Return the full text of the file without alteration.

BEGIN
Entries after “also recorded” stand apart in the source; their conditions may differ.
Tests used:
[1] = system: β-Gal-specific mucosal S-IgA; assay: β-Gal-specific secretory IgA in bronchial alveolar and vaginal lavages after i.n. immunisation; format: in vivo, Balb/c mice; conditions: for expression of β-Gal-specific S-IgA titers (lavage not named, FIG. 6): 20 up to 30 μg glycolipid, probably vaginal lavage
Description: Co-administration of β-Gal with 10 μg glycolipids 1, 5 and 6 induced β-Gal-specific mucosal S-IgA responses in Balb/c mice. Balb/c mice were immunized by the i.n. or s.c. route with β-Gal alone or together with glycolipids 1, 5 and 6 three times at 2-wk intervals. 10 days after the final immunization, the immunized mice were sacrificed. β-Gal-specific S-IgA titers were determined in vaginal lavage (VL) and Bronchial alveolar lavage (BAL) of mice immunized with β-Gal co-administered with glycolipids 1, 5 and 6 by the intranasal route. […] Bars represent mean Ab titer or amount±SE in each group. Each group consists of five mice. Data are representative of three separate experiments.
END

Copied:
Entries after “also recorded” stand apart in the source; their conditions may differ.
Tests used:
[1] = system: β-Gal-specific mucosal S-IgA; assay: β-Gal-specific secretory IgA in bronchial alveolar and vaginal lavages after i.n. immunisation; format: in vivo, Balb/c mice; conditions: for expression of β-Gal-specific S-IgA titers (lavage not named, FIG. 6): 20 up to 30 μg glycolipid, probably vaginal lavage
Description: Co-administration of β-Gal with 10 μg glycolipids 1, 5 and 6 induced β-Gal-specific mucosal S-IgA responses in Balb/c mice. Balb/c mice were immunized by the i.n. or s.c. route with β-Gal alone or together with glycolipids 1, 5 and 6 three times at 2-wk intervals. 10 days after the final immunization, the immunized mice were sacrificed. β-Gal-specific S-IgA titers were determined in vaginal lavage (VL) and Bronchial alveolar lavage (BAL) of mice immunized with β-Gal co-administered with glycolipids 1, 5 and 6 by the intranasal route. […] Bars represent mean Ab titer or amount±SE in each group. Each group consists of five mice. Data are representative of three separate experiments.